BOSTON (CBS) — The Bruins have been in somewhat of a swoon lately, posting a 5-5-1 record in the month of April that defines mediocrity. The exclamation point on the stretch of poor play came Tuesday night in Philadelphia, when the Bruins couldn’t muster much of anything against a non-playoff team that is simply playing out the string, eventually losing 5-2.
Certainly, the Bruins are better than a .500 team, and it goes without saying that they won’t make it far in the playoffs if they don’t improve. But with that being understood, just how important is it for the Bruins to finish the season with two or three wins to secure the Northeast Division title?
Or more directly, is it important at all?
As it currently stands, the Bruins have the same point total as Montreal but are in first place in the division, by virtue of having played one fewer game than the Canadiens. Neither the Bruins or Canadiens have exactly seized the opportunity to win the division, with the Habs going 2-6-0 since beating Boston on April 6.
The Bruins and Canadiens have been so bad lately that the Maple Leafs can still improbably win the Northeast Division.
Boston can’t be concerned with Montreal or Toronto — the team has enough issues of its own — but with three games left, and with a tired roster that could benefit from some rest this week, how high on the priority list is a division title?
The biggest benefit, in theory, to winning the division would be securing the No. 2 seed in the Eastern Conference. The positive there would be guaranteeing that they wouldn’t have to face top-seeded Pittsburgh until the conference finals, if both teams were fortunate enough to make it that far.
That, however, is only part of the equation, as the Bruins can’t count on making it even to the second round without a favorable first-round opponent.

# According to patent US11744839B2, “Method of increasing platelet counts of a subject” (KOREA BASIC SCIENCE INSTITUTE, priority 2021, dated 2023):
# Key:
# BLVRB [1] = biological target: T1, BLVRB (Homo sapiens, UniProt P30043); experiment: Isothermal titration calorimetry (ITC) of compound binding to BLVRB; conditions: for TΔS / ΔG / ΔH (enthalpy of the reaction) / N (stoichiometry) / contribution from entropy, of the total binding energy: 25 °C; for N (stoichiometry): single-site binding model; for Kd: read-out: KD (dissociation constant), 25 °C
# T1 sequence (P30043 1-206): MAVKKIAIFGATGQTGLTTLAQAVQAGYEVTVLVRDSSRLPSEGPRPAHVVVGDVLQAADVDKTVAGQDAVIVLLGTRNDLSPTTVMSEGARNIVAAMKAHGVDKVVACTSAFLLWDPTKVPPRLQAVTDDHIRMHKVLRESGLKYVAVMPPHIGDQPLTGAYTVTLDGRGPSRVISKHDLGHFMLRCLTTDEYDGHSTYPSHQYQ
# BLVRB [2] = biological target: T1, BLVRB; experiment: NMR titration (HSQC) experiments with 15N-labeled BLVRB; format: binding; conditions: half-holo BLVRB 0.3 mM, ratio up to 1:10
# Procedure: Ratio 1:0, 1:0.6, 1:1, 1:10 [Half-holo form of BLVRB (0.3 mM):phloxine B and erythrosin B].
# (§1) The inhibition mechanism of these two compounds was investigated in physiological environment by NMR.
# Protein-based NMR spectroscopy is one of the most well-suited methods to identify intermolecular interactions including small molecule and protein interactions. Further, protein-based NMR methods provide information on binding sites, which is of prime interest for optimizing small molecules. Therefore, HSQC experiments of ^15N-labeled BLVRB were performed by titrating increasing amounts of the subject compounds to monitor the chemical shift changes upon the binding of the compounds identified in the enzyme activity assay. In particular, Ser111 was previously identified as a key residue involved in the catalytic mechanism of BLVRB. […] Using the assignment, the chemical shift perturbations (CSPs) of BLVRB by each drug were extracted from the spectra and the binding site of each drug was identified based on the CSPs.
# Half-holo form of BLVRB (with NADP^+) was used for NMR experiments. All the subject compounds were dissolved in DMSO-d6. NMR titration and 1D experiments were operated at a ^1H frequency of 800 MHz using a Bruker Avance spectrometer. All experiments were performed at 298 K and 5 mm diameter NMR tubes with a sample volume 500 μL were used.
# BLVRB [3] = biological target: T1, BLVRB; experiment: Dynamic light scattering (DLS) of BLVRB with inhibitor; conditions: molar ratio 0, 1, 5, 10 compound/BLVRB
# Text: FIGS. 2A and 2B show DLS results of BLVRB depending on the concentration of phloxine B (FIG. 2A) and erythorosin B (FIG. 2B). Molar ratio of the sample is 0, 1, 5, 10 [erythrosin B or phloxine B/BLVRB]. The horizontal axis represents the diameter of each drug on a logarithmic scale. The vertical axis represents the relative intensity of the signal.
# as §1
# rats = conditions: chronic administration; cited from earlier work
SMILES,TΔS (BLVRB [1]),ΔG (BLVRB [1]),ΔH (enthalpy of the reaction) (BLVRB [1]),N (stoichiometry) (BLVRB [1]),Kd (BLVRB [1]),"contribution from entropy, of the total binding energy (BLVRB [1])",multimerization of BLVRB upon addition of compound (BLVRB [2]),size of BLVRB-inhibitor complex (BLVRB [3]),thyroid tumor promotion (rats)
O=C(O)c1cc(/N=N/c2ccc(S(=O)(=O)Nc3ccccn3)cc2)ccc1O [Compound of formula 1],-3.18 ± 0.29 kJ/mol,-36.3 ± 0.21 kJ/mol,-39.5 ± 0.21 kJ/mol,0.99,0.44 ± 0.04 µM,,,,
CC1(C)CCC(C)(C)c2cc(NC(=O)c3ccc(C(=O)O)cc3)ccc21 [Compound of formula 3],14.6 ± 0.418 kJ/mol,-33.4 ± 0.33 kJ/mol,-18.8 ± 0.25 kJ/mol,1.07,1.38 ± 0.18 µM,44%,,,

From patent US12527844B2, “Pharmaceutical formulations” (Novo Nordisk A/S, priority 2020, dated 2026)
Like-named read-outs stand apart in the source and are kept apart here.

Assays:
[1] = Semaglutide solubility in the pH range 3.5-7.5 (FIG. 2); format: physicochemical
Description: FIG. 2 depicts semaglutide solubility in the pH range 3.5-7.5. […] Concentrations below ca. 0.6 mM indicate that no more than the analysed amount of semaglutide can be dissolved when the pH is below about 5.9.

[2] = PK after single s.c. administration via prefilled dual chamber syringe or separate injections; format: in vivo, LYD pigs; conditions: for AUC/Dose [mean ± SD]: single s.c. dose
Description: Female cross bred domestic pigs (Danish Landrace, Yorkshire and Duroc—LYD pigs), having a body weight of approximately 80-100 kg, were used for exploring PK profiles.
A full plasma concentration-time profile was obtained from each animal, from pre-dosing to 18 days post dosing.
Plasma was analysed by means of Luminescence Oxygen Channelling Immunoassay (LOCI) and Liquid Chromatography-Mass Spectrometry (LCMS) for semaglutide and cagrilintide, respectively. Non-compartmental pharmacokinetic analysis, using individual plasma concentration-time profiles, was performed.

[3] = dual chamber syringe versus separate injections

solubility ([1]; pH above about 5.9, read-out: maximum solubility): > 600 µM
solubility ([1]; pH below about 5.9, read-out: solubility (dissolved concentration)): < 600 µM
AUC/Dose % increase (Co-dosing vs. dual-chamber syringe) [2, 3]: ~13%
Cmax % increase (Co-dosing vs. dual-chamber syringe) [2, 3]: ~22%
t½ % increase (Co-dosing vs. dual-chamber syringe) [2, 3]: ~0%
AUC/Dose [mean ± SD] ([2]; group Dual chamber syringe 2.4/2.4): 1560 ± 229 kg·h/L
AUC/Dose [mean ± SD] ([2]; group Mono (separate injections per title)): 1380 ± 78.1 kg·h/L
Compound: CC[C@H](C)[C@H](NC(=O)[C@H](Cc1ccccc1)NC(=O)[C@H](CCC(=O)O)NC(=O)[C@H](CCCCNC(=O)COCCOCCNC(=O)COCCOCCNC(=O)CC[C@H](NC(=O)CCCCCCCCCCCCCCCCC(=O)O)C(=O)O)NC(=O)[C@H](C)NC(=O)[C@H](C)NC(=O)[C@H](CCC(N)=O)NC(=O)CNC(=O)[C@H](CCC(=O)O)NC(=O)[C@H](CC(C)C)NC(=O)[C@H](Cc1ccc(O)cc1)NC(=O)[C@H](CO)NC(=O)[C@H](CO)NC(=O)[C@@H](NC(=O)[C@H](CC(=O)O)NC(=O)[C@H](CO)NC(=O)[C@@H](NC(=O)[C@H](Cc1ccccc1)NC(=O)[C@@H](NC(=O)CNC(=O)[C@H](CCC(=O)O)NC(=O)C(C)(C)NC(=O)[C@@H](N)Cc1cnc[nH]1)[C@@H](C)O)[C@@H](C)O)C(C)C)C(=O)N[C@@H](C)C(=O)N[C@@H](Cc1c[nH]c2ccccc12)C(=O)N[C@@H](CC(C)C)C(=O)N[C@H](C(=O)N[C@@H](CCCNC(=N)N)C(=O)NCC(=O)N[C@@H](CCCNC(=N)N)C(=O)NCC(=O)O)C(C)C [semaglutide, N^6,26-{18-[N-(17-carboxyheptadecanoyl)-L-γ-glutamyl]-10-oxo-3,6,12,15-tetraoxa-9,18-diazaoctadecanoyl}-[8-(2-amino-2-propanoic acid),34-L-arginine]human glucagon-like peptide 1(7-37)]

At this very moment, the Bruins would play seventh-seeded Ottawa. Considering the Bruins went 4-0-0 against the Senators this season, that would probably be the ideal first-round matchup. However, with just four points separating the No. 5 and No. 9 seed, the bottom of the playoff picture is certain to change over the final days of the season. That No. 7 team could very well end up being a more difficult opponent, such as the Rangers or Islanders. Considering the Bruins went 1-0-2 against the Rangers and 2-1-0 against the Islanders, and considering the Islanders are red-hot heading into the playoffs, working hard to win the division only to end up facing either New York team seems to be an unfair fate.
If they do lose the division and drop the No. 4 seed, there are the same uncertainties regarding a first-round opponent. The Maple Leafs, against whom the Bruins went 3-1-0 this season, are in fifth, but that is of course subject to change.
The Bruins’ problems are many, but is the best course of action for Claude Julien and Co. trying to fix all the issues and playing all-out in the final three games of the season, or is it to rest key players and regroup before Game 1 of the conference quarterfinals?